British gov't files bill to override Northern Ireland protocol of Brexit deal

British Foreign Secretary Liz Truss said the Northern Ireland Protocol Bill is necessary to "protect the supremacy" of British courts and to protect the country's "territorial integrity." File Photo by Neil Hall/EPA-EFE
British Foreign Secretary Liz Truss said the Northern Ireland Protocol Bill is necessary to "protect the supremacy" of British courts and to protect the country's "territorial integrity." File Photo by Neil Hall/EPA-EFE

June 13 (UPI) -- The British government on Monday filed a controversial bill that if enacted would unilaterally override a section of its Brexit agreement with the European Union regarding Northern Ireland.

The measure, known as the Northern Ireland Protocol Bill, was submitted by British Foreign Secretary Liz Truss, who asserted it is "necessary to end the untenable situation where people in Northern Ireland are treated differently to the rest of the United Kingdom, protect the supremacy of our courts and our territorial integrity."


"This is a reasonable, practical solution to the problems facing Northern Ireland," she said in a statement. "It will safeguard the EU Single Market and ensure there is no hard border on the island of Ireland."

The European Union, however, said the move to unilaterally change the way Northern Ireland is treated under the provisions of the mutually negotiated Brexit withdrawal agreement is a violation of international law and risks igniting a costly trade war.


"It is with significant concern that we take note of today's decision by the U.K. government to table legislation disapplying core elements of the protocol," European Commission Vice President Vice President Maros Sefcovic said in statement. "Unilateral action is damaging to mutual trust."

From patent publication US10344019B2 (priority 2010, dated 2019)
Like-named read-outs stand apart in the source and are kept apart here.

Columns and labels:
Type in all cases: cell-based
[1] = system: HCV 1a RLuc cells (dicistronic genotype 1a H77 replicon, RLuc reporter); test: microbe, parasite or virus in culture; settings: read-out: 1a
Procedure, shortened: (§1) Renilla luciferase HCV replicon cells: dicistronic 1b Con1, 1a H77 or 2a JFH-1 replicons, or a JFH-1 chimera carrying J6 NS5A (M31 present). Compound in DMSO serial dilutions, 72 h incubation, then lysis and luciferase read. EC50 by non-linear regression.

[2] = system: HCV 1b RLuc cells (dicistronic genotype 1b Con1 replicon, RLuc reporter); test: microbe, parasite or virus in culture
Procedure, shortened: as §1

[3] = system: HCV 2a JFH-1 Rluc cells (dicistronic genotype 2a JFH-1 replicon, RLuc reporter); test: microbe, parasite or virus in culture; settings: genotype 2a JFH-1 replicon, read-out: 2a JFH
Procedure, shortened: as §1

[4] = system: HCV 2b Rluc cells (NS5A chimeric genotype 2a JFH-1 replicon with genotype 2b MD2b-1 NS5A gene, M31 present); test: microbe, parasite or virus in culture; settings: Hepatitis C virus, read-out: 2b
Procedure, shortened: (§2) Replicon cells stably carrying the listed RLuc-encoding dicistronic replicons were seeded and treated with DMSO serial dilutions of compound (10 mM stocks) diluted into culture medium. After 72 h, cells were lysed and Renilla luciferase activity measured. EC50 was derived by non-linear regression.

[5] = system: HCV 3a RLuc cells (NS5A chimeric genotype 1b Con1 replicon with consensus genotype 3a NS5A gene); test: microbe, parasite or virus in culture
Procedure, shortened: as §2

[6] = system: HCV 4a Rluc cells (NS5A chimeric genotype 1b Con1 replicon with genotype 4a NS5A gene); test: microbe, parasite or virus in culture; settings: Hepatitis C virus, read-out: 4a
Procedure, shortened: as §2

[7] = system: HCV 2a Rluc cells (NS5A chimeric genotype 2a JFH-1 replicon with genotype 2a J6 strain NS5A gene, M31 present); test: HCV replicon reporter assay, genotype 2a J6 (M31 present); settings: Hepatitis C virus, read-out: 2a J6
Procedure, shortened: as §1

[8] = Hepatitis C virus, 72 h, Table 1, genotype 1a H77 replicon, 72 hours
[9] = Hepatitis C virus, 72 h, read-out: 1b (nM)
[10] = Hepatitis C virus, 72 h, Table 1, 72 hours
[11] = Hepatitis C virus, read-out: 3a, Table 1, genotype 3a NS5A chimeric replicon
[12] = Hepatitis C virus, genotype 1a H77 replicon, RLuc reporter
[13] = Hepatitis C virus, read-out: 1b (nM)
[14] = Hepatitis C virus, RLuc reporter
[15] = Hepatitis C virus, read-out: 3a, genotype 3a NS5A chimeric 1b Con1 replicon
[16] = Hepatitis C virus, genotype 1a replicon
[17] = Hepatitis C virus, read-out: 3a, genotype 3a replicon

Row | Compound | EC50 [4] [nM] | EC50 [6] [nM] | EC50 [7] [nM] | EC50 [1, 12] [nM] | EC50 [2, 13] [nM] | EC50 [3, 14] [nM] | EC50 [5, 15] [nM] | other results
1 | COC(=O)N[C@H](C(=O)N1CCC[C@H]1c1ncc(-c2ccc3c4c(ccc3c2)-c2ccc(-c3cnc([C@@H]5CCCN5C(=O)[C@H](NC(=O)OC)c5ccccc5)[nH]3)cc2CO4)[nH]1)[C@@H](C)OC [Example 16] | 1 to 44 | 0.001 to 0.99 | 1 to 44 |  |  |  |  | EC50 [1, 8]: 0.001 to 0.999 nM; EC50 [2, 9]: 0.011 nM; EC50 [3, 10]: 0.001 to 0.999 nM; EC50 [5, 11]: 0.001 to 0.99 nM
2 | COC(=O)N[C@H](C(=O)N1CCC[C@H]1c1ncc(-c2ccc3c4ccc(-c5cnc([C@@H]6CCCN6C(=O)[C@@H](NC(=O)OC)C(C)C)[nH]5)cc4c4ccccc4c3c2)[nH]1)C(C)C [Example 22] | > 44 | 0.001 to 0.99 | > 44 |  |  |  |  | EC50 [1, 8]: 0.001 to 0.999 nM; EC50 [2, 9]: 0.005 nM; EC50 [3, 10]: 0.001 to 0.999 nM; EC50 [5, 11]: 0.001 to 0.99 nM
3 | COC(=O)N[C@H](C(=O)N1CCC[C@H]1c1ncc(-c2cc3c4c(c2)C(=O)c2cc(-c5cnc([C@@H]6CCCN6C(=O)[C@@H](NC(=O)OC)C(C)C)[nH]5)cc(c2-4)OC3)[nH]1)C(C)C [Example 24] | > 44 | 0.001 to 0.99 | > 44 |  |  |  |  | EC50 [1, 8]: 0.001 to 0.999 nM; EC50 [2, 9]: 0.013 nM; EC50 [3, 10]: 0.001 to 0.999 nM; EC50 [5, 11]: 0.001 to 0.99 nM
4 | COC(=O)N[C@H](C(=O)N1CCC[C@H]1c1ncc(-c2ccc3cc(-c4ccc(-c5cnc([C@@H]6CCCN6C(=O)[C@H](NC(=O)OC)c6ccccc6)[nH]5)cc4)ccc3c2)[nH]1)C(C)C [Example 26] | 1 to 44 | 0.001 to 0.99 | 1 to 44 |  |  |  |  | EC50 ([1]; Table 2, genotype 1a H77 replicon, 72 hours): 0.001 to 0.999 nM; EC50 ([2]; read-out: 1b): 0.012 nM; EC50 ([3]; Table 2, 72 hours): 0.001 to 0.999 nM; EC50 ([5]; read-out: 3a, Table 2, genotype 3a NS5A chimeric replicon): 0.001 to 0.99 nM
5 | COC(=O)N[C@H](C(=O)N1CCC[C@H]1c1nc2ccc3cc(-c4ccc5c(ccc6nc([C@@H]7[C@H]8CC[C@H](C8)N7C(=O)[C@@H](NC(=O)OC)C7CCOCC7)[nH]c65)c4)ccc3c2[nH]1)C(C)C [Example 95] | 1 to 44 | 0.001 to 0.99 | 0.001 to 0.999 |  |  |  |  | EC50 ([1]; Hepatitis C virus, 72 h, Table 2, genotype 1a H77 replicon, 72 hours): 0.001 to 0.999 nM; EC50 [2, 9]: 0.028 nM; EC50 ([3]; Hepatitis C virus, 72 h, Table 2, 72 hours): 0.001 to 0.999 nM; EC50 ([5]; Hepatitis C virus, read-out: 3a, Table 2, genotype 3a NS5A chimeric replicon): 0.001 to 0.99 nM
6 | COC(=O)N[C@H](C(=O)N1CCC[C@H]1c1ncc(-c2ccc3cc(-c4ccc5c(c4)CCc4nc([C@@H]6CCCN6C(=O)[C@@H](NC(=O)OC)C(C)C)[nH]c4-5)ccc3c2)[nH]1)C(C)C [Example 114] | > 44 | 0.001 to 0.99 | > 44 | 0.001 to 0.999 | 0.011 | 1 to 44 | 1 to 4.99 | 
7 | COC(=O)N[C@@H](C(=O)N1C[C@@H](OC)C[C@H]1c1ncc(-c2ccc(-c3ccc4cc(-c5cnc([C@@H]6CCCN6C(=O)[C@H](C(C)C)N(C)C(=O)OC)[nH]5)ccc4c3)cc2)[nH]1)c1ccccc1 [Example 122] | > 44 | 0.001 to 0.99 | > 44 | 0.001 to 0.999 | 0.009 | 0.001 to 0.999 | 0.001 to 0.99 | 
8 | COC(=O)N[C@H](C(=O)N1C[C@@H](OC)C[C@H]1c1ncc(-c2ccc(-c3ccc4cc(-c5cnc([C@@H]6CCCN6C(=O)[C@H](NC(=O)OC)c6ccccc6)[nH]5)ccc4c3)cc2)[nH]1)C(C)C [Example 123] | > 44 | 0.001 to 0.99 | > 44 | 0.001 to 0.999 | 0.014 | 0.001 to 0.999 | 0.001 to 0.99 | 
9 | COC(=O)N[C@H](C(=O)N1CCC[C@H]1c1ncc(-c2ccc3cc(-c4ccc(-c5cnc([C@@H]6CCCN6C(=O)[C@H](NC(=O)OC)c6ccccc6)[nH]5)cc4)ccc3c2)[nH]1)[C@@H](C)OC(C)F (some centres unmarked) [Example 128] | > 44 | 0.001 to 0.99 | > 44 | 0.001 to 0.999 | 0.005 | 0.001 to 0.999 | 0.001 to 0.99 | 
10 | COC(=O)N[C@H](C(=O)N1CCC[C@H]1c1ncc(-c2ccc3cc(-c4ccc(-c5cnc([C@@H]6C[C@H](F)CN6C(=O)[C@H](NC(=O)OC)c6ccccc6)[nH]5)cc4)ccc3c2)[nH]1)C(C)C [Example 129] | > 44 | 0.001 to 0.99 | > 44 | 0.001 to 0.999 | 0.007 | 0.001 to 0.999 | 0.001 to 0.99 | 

He warned Brussels would launch legal action for infringing the protocol, beginning with the resumption of an "infringement procedure" first filed against the British government last year and later put on hold as the two sides attempted to negotiate changes to the protocol.

"The U.K.'s unilateral action goes directly against this spirit," Sefcovic said.

The British government under Prime Minister Boris Johnson agreed to the Northern Ireland Protocol as part of its Brexit withdrawal deal. It is aimed at keeping the land border open between Northern Ireland in the United Kingdom and Ireland in the European Union.

The 1998 Northern Ireland peace deal between the two countries established the open border, which worked because both belonged to the European Union at the time, so there was no need for checks on trade and goods traveling across the border.

But after the United Kingdom exited the EU, those borders became trickier. The EU requires many goods from non-EU countries to be inspected before crossing the border and prohibits some goods altogether.


In order to maintain a lack of checks on the Irish-Northern Irish border, the protocol mandates those checks be conducted when items are transported to Northern Ireland from England, Scotland or Wales.

Critics, including pro-Brexit Conservative Party lawmakers and Northern Irish unionists, claim this has effectively created a new border between Northern Ireland and the rest of the United Kingdom.

Johnson has said the protocol bill represents only a minor tweaking and Truss told members of Parliament Monday the government is "acting within international law," insisting "we are changing the Northern Ireland Protocol, not getting rid of it."

As legal justification, the government cites "Article 16," a clause that allows either side to take "safeguarding measures" if they are deemed "necessary" to protect either of the parties' essential interests.

But Brussels says the changes sought by Britain amount to a renegotiation of the entire agreement.

"Renegotiating the protocol is unrealistic," Sefcovic said. "No workable alternative solution has been found to this delicate, long-negotiated balance. Any renegotiation would simply bring further legal uncertainty for people and businesses in Northern Ireland. For these reasons, the European Union will not renegotiate the protocol."

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